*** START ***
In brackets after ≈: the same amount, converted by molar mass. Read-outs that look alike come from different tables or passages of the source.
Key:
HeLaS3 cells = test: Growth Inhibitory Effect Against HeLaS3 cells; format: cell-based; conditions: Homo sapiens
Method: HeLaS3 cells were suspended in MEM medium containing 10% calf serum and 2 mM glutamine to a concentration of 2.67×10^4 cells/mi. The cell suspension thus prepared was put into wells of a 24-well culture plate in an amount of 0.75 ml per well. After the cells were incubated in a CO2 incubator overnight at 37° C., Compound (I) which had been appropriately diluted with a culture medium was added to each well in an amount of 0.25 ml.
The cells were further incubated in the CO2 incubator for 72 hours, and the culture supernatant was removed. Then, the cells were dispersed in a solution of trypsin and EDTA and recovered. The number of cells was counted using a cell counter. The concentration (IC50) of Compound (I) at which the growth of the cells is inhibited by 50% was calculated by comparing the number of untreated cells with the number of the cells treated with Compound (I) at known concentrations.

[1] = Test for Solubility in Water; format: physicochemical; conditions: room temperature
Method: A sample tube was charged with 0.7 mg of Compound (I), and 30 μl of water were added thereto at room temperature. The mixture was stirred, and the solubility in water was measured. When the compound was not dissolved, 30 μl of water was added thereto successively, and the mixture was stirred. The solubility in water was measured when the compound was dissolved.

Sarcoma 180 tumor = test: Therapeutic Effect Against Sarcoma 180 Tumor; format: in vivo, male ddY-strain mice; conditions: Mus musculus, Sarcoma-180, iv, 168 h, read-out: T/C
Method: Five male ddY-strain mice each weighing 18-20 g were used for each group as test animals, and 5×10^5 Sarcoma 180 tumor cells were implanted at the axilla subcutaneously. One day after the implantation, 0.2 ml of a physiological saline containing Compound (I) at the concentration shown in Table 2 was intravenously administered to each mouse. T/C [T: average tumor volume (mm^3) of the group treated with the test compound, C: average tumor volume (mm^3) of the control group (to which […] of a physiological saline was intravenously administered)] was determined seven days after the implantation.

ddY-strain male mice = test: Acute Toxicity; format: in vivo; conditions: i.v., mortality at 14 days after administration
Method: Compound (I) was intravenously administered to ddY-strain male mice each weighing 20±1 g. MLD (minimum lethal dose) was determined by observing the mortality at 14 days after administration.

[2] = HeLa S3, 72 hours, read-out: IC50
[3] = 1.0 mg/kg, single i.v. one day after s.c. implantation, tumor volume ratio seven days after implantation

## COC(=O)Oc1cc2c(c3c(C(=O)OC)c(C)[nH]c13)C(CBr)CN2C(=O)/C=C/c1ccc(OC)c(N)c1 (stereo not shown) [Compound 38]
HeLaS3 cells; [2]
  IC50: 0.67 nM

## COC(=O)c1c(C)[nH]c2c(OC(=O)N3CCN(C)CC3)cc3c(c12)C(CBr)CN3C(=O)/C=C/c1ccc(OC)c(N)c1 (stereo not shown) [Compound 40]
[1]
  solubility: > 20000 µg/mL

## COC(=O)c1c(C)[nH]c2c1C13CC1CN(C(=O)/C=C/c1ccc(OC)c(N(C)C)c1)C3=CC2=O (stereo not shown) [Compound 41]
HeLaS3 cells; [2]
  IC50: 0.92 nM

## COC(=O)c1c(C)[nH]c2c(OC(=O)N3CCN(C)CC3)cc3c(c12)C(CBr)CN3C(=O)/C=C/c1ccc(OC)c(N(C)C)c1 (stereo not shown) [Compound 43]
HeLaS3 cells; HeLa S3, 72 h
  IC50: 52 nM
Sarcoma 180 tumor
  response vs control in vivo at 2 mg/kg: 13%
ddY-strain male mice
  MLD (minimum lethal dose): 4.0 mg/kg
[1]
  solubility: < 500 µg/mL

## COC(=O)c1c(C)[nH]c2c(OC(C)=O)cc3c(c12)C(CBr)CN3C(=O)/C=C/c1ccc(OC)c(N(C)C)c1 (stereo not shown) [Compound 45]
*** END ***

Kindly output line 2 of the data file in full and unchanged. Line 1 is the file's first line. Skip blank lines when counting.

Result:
Key: